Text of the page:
Pregnancy outcomes were compared among the control, hyperthyroidism, and hypothyroidism groups. No significant differences were observed in the birth weight, fetal malposition at delivery, cesarean section, and vacuum and forceps. However, the incidence of placental abruption was significantly different in the three groups (p = 0.032), and that in the hyperthyroidism group (4.2%) was higher than in the control group (0.5%, p = 0.024). Although the incidence of preeclampsia was not significantly different among the three groups (p = 0.124), the incidence of hyperthyroidism showed a trend to increase when compared with that in the control group (10.4% vs. 4.4%, p = 0.062). The numbers of cases with Apgar scores of ≤6 at 1 and 5 min were significantly different among the control, hyperthyroidism, and hypothyroidism groups (p = 0.020 and p = 0.031, respectively). The percentage of cases with Apgar scores of ≤6 at 1 min in the control group (10.4%) were higher than the hypothyroidism groups (1.6%, p = 0.018). Gestational weeks at birth were earlier in the control group when compared with hyperthyroidism and hypothyroidism groups (p = 0.015). The incidence of preterm birth in the control (14.4%) was also higher than that in the hypothyroidism (4.9%) groups (p = 0.040), but no significant difference was detected among the three groups (p = 0.072). The differences in the other incidences, such as preterm labor, LFD infants, PROM, and placenta previa among the control, hyperthyroidism, and hypothyroidism groups, were insignificant.
Other variables were also examined to determine whether hyperthyroidism was an independent risk factor of placental abruption (Table 2). Factors found to increase placental abruption included hyperthyroidism (crude odds ratio, OR = 9.71, 95% confidential interval, CI: 2.17-43.48), preeclampsia (crude OR = 4.30, 95% CI: 1.23-15.00), and preterm labor (crude OR = 3.26, 95% CI: 1.15-9.20). After multivariate analysis, hyperthyroidism (adjusted OR, aOR = 8.21, 95% CI: 1.76-38.34), preeclampsia (aOR = 4.10, 95% CI: 1.13-14.76), and preterm labor (aOR = 3.38, 95% CI: 1.19-9.64) were found to be independently associated with an increased risk of placental abruption.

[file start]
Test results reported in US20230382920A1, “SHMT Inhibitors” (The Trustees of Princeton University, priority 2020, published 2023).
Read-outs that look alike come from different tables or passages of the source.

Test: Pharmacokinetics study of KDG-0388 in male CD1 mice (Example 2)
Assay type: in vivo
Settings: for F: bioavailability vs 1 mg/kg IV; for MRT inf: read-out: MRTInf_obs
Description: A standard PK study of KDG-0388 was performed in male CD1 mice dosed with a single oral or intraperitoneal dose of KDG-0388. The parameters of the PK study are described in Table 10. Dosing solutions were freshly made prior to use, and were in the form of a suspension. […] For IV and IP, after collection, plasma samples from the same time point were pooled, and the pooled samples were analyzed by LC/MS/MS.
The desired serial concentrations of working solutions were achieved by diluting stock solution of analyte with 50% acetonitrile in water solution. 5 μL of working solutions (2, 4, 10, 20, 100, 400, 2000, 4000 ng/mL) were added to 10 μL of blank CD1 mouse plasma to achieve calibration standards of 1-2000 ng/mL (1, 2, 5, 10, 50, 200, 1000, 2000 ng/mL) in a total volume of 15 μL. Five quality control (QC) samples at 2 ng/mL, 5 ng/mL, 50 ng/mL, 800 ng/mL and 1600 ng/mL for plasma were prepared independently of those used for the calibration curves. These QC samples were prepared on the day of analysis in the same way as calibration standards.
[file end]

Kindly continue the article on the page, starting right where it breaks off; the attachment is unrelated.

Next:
Table 2. Univariable and Multivariable Logistic Regression Analysis of Factors Potentially Associated with Placental Abruption.
|Univariable analysis||Multivariable analysis|
|Crude OR||95%CI||p value||aOR||95%CI||p value|
|Maternal age (years)||0.957||0.869-1.049||0.357|
|Maternal age is analyzed as a continuous variable: Its odds ratio is the odds ratio for each additional year of age.
OR, odds ratio; CI, confidence interval; aOR, adjusted OR; LFD, light for dates. * Statistically significant.
We examined thyroid function at the placentation period, early gestation, to detect specific features in hyperthyroidism that developed placental abruption and preeclampsia. Placental abruption is known to have common pathology as placental-related diseases with preeclampsia (22). In the hyperthyroidism subgroup, serum TSH levels in the placental-related disease group were significantly lower than those in the nonplacental-related disease group (p = 0.043, Figure 2). Although FT3 and FT4 were higher in the placental-related disease group, the difference was insignificant (Figure 2). When comparing TRAb positivity values, no significant difference was detected between the two groups (placental-related diseases―6/8; 75.0%, nonplacental-related diseases―16/28; 57.1%, p = 0.441).
In the present study, pregnancy outcomes in women with hyperthyroidism and hypothyroidism under treatment were comparable with those without thyroid disease. However, the present study revealed that hyperthyroidism had a significantly higher incidence of placental abruption and a trend for increased preeclampsia when compared with the control. Moreover, multivariate analyses showed hyperthyroidism, preeclampsia, and preterm labor as possible risk factors for placental abruption. Additionally, in the hyperthyroidism group, serum TSH levels at the placentation period were lower than in the placental-related disease group, including preeclampsia and placental abruption, and nonplacental-related disease group.